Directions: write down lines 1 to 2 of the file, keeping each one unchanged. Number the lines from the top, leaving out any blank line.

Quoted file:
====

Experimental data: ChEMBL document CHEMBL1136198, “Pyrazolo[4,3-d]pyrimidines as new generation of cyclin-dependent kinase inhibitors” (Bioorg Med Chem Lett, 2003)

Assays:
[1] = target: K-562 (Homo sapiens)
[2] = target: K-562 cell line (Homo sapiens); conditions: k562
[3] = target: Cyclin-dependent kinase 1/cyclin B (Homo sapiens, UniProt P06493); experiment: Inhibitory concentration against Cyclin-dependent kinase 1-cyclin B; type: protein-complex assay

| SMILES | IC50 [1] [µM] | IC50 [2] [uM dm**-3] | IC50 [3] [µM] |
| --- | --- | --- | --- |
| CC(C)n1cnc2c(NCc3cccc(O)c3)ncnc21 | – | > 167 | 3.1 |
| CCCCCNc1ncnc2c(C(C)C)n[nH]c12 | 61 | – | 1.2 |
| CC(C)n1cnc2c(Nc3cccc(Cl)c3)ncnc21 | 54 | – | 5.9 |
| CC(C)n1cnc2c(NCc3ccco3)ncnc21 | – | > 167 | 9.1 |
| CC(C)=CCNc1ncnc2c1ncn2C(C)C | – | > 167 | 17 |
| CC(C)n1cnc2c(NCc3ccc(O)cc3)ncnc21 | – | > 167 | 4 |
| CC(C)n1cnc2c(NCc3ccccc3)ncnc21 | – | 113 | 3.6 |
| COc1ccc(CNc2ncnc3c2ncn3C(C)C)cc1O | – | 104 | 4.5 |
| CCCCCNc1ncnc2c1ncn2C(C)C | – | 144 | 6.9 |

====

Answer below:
Experimental data: ChEMBL document CHEMBL1136198, “Pyrazolo[4,3-d]pyrimidines as new generation of cyclin-dependent kinase inhibitors” (Bioorg Med Chem Lett, 2003)

Assays: